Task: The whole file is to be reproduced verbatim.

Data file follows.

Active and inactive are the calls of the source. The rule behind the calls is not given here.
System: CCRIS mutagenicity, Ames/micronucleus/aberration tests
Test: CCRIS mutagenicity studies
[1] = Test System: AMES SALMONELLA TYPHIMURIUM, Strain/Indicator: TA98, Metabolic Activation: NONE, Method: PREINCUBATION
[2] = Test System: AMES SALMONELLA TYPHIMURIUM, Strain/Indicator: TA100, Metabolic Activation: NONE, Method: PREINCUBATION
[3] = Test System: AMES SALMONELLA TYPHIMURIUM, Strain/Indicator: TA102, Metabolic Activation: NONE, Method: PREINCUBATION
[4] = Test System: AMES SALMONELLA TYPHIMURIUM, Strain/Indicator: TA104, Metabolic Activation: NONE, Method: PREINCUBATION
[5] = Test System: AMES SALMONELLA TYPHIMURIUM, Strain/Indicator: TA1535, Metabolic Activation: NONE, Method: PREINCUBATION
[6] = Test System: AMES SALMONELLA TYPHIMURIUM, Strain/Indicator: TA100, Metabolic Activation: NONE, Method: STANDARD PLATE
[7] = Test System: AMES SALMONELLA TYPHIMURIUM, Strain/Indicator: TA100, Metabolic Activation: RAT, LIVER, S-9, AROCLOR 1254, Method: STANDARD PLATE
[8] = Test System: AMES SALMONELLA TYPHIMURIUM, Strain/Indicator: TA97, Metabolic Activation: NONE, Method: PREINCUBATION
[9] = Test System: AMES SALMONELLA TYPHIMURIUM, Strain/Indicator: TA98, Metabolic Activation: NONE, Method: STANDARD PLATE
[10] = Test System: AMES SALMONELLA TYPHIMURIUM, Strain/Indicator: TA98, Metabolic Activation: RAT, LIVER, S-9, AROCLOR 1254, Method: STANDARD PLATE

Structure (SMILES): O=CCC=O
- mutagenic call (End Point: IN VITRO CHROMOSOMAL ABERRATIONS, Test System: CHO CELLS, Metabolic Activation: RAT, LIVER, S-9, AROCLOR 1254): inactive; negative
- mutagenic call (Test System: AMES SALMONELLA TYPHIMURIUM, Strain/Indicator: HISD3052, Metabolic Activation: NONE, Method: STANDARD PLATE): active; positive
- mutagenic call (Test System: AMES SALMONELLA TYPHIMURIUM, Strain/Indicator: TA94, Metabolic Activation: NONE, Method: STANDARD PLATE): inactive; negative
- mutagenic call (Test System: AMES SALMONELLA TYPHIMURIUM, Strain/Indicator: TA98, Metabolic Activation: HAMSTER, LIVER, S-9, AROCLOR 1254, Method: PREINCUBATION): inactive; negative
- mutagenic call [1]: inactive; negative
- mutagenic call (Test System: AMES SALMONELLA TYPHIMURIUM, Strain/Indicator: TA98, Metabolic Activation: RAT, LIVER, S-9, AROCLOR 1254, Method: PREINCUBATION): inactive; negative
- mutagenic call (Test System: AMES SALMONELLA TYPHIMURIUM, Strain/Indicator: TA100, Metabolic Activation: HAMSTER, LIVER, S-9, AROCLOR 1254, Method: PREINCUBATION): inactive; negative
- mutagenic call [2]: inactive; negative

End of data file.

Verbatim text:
Active and inactive are the calls of the source. The rule behind the calls is not given here.
System: CCRIS mutagenicity, Ames/micronucleus/aberration tests
Test: CCRIS mutagenicity studies
[1] = Test System: AMES SALMONELLA TYPHIMURIUM, Strain/Indicator: TA98, Metabolic Activation: NONE, Method: PREINCUBATION
[2] = Test System: AMES SALMONELLA TYPHIMURIUM, Strain/Indicator: TA100, Metabolic Activation: NONE, Method: PREINCUBATION
[3] = Test System: AMES SALMONELLA TYPHIMURIUM, Strain/Indicator: TA102, Metabolic Activation: NONE, Method: PREINCUBATION
[4] = Test System: AMES SALMONELLA TYPHIMURIUM, Strain/Indicator: TA104, Metabolic Activation: NONE, Method: PREINCUBATION
[5] = Test System: AMES SALMONELLA TYPHIMURIUM, Strain/Indicator: TA1535, Metabolic Activation: NONE, Method: PREINCUBATION
[6] = Test System: AMES SALMONELLA TYPHIMURIUM, Strain/Indicator: TA100, Metabolic Activation: NONE, Method: STANDARD PLATE
[7] = Test System: AMES SALMONELLA TYPHIMURIUM, Strain/Indicator: TA100, Metabolic Activation: RAT, LIVER, S-9, AROCLOR 1254, Method: STANDARD PLATE
[8] = Test System: AMES SALMONELLA TYPHIMURIUM, Strain/Indicator: TA97, Metabolic Activation: NONE, Method: PREINCUBATION
[9] = Test System: AMES SALMONELLA TYPHIMURIUM, Strain/Indicator: TA98, Metabolic Activation: NONE, Method: STANDARD PLATE
[10] = Test System: AMES SALMONELLA TYPHIMURIUM, Strain/Indicator: TA98, Metabolic Activation: RAT, LIVER, S-9, AROCLOR 1254, Method: STANDARD PLATE

Structure (SMILES): O=CCC=O
- mutagenic call (End Point: IN VITRO CHROMOSOMAL ABERRATIONS, Test System: CHO CELLS, Metabolic Activation: RAT, LIVER, S-9, AROCLOR 1254): inactive; negative
- mutagenic call (Test System: AMES SALMONELLA TYPHIMURIUM, Strain/Indicator: HISD3052, Metabolic Activation: NONE, Method: STANDARD PLATE): active; positive
- mutagenic call (Test System: AMES SALMONELLA TYPHIMURIUM, Strain/Indicator: TA94, Metabolic Activation: NONE, Method: STANDARD PLATE): inactive; negative
- mutagenic call (Test System: AMES SALMONELLA TYPHIMURIUM, Strain/Indicator: TA98, Metabolic Activation: HAMSTER, LIVER, S-9, AROCLOR 1254, Method: PREINCUBATION): inactive; negative
- mutagenic call [1]: inactive; negative
- mutagenic call (Test System: AMES SALMONELLA TYPHIMURIUM, Strain/Indicator: TA98, Metabolic Activation: RAT, LIVER, S-9, AROCLOR 1254, Method: PREINCUBATION): inactive; negative
- mutagenic call (Test System: AMES SALMONELLA TYPHIMURIUM, Strain/Indicator: TA100, Metabolic Activation: HAMSTER, LIVER, S-9, AROCLOR 1254, Method: PREINCUBATION): inactive; negative
- mutagenic call [2]: inactive; negative